Arness had a simple answer why Matt and Kitty's romance was never allowed to develop on screen: it would have changed the premise of the show.

"The idea was that Matt had this job he had to do, which was potentially a dangrous job, and you would have had a different show if he had been married and had kids," Arness told SCTV in Santa Clarita, California in 2006.

"I think, over the years, everybody realized that Matt and Kitty had a close relationship; they really cared for each other. But it just wouldn't have worked to have him be a married man with kids."

In the early seasons, it was implied that in addition to serving whisky and beer to thirsty cowboys, the Long Branch also operated as a brothel, with Miss Kitty acting as the madam. Viewers could see attractive young ladies entertaining cowboys in the background of numerous scenes. The effect was subtle enough to be ignored or missed by younger and naive viewers.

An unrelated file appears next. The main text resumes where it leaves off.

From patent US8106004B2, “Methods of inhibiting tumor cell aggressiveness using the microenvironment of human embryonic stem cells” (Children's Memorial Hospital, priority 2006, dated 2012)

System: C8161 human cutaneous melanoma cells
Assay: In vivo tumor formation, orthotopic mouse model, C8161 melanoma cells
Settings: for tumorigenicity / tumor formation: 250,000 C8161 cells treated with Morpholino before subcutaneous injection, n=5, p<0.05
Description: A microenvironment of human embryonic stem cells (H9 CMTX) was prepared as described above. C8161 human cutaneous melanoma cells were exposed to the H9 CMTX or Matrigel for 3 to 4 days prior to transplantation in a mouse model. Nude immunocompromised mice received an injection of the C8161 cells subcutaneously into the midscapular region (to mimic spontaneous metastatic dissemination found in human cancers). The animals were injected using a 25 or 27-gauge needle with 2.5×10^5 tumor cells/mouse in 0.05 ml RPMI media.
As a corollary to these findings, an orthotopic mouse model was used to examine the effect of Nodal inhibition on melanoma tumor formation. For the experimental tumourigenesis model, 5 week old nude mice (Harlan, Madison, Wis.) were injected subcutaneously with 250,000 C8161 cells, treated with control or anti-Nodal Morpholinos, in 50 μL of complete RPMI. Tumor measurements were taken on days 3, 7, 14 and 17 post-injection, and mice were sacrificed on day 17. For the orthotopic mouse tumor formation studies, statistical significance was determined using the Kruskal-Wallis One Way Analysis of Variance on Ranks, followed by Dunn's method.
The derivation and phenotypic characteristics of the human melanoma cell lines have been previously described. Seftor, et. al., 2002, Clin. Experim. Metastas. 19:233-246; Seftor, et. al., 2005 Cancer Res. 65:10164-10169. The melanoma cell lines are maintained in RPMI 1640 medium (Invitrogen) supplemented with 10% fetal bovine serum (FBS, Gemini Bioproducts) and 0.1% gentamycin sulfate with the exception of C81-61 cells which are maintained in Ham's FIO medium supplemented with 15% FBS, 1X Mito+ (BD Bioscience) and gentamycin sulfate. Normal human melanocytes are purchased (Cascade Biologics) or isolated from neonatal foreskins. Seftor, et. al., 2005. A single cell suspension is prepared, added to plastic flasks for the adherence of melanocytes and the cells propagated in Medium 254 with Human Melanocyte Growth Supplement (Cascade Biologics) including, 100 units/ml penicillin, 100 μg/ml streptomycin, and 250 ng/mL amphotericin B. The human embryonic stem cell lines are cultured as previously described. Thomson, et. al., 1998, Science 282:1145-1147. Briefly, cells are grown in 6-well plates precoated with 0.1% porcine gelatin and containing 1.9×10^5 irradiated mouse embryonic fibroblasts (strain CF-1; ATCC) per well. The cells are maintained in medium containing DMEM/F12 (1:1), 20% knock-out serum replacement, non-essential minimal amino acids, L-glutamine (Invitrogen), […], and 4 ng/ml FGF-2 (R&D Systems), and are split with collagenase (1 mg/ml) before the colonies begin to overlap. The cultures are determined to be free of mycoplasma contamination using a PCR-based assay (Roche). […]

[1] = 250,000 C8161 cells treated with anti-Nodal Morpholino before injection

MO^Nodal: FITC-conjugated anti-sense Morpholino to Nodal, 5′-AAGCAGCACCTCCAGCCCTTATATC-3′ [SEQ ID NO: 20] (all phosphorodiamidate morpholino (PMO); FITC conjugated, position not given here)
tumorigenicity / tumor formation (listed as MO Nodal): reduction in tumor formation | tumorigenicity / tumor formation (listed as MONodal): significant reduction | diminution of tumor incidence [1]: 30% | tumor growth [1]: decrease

Classic TV Beauties
Classic TV Beauties 1960s Countdown
    AMANDA BLAKE as Kitty Russell in "Gunsmoke"
With her flaming red hair, big blue eyes and low throaty voice, Miss Kitty was the dream of every cowboy in Dodge City. The sexy proprietress of the Long Branch Saloon with the beauty mark was one of TV's original feminists: a tough, astute businesswoman who didn’t take gruff from any cowpokes in the old West.

The New York Times said Kitty was "the only woman character on nighttime television who is her own woman, successful in her own right and doesn’t bask in the reflection of some man.”

The first "adult Western," "Gunsmoke" practically created the genre for television. With a solid cast of Amanda, James Arness (Marshal Matt Dillon), Milburn Stone (Doc Adams), and Dennis Weaver (Chester) -- succeeded by Ken Curtis (Festus) -- "Gunsmoke" ruled network TV for most of its 20-year run.